GM battery plant still on the table as county officials vote on tax incentives

NOW: GM battery plant still on the table as county officials vote on tax incentives

ST. JOSEPH COUNTY, Ind.-- Once again, tax incentives were presented to county officials for approval for an electric battery plant in the Indiana Enterprise Center (IEC).

The Ultium Cells project stalled as the joint venture between General Motors (GM) and LG broke up.

Now, the project is back up and running, but this time, as a joint venture between GM and Samsung.

“It’s really one of these heartland of America type things,” said Bill Schalliol, Economic Development Director for St. Joseph County. “We actually feel that we’re in a much better place than we were a year ago.”

So what’s changing?

General Motors still spearheads the project, but this time, the joint venture includes Samsung.

“The new partnership with Samsung is a lot stronger partnership based on the way things are today, so we’re really comfortable that things will move forward,” Schalliol said.

GM is also investing more into the project - $1 billion more - for a larger facility, with one million extra square miles, that can make two different kinds of batteries instead of one.

“There would be an infrastructure fee that GM would pay of $4.5 million a year,” said County Commissioner Carl Baxmeyer, “and that will enable us to pay on the bonds and add no cost to the taxpayers.”

Cylindrical and prismatic batteries will both come out of the plant, and a GM rep says this gives the company more flexibility when it comes to designing vehicles.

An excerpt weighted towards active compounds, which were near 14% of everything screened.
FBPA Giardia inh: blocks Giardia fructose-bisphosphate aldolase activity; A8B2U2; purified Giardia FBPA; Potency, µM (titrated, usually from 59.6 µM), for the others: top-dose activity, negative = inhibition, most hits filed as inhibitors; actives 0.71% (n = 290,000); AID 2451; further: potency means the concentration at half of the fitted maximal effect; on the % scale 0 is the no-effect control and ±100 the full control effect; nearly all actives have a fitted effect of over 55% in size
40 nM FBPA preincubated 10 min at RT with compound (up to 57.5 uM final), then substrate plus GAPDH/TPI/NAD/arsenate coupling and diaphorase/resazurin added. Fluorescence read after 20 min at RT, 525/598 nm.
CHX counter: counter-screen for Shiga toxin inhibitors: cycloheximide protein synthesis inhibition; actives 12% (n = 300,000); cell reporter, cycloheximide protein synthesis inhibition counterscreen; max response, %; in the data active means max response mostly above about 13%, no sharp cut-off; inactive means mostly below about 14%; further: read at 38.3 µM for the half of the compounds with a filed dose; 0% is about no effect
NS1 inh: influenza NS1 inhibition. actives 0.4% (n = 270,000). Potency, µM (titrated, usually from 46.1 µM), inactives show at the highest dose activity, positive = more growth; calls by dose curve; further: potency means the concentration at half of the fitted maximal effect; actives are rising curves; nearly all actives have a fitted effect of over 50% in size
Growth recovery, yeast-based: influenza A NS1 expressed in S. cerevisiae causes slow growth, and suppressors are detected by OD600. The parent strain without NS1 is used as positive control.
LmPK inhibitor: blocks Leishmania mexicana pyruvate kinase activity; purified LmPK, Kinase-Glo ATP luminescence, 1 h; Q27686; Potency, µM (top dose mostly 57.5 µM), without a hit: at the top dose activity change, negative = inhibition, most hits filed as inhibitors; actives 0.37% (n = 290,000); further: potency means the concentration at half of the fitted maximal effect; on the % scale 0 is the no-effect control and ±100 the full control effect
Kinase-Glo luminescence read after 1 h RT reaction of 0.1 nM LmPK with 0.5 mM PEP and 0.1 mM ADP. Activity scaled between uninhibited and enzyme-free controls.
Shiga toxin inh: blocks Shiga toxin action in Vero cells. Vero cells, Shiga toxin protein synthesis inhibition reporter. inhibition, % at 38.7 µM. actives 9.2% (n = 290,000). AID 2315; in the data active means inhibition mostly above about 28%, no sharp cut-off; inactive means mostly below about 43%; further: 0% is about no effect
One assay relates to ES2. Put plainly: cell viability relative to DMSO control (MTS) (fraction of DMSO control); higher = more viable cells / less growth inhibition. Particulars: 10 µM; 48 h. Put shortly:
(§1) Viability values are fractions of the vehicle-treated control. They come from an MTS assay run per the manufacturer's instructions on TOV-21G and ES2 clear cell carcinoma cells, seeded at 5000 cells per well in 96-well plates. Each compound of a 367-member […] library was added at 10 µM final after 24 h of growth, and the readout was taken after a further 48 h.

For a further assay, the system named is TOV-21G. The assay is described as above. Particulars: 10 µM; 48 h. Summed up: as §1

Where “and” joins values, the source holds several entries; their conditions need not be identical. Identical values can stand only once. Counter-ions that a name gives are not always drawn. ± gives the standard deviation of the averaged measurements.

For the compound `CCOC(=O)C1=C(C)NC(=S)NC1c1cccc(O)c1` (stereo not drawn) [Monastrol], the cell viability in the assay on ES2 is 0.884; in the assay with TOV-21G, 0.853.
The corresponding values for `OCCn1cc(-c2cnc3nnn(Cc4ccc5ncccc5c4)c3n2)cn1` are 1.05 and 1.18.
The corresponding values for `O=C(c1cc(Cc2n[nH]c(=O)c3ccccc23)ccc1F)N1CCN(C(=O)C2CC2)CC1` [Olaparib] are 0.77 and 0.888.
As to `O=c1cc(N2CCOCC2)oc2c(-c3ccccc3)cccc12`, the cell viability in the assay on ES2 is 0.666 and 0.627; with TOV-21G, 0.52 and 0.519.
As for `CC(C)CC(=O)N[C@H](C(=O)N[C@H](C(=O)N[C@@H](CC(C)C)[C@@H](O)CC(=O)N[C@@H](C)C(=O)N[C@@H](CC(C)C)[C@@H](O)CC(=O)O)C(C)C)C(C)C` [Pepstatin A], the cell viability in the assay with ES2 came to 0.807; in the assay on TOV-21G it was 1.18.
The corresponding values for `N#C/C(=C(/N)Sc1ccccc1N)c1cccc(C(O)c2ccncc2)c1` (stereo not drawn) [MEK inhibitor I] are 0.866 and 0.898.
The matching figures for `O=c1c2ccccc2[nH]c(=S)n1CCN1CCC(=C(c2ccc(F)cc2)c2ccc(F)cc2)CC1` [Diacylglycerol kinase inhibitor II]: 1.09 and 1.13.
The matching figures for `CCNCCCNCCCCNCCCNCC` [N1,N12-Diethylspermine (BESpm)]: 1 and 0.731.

“It positions them better to compete in the electric vehicle industry,” Baxmeyer said.

But staying the same are the complaints from neighbors who are worried about the hundreds of new employees and effects on farmland and the Kankakee Aquifer.

"I'm tired of the land grab in New Carlisle, and I'm tired of it not being American companies,” said New Carlisle resident and businessowner, Sharon Petersen. "This town does a good job of keeping it tight, but there's certain things that are beyond our control. And when the county gets involved, when it's just in their best interest and not ours, that's when I start getting angry."

However, the taxpayer burden will not change, and will cover nearly $330 million over 25 years.

“We really feel we’re in a good spot, and Indiana really has a good business climate for these kinds of projects, so we’re excited about where we are today,” Schalliol said.

The motion, approving a 10-year tax abatement for General Motors, LLC, passed unanimously Tuesday morning from the Redevelopment Commission, then again unanimously from the Board of County Commissioners.

Now it must get a final vote from the county council.

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